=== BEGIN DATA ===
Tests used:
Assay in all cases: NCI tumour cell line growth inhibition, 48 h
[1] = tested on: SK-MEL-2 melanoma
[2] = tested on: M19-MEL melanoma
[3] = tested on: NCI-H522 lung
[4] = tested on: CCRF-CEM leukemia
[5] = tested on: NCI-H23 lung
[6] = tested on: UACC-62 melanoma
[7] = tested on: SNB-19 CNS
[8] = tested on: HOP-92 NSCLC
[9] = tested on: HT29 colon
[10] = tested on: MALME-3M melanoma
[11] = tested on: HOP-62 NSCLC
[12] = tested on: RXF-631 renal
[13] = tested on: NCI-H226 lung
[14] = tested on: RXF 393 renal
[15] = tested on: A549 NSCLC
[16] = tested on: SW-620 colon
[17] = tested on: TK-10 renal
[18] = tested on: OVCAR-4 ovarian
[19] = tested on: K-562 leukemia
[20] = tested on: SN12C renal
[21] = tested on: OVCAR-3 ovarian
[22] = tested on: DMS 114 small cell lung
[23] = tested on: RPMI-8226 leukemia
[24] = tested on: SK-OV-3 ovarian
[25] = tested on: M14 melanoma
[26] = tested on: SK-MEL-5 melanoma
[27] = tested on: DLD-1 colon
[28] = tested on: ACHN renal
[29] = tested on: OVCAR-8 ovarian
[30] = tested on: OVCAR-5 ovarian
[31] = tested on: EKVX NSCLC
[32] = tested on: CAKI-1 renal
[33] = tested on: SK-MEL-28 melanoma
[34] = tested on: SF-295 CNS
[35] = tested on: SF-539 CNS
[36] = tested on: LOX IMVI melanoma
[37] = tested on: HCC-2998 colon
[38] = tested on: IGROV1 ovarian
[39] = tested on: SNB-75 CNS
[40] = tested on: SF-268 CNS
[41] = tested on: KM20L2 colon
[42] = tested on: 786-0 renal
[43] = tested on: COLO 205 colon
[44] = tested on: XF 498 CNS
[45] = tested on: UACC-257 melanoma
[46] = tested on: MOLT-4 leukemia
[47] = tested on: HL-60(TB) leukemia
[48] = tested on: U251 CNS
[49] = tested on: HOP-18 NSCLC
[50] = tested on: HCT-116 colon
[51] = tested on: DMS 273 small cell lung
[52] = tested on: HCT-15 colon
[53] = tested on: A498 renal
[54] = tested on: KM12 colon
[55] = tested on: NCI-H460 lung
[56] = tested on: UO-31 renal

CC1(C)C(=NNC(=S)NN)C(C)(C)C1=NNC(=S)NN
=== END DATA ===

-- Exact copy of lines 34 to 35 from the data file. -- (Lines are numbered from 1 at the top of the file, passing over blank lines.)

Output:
[32] = tested on: CAKI-1 renal
[33] = tested on: SK-MEL-28 melanoma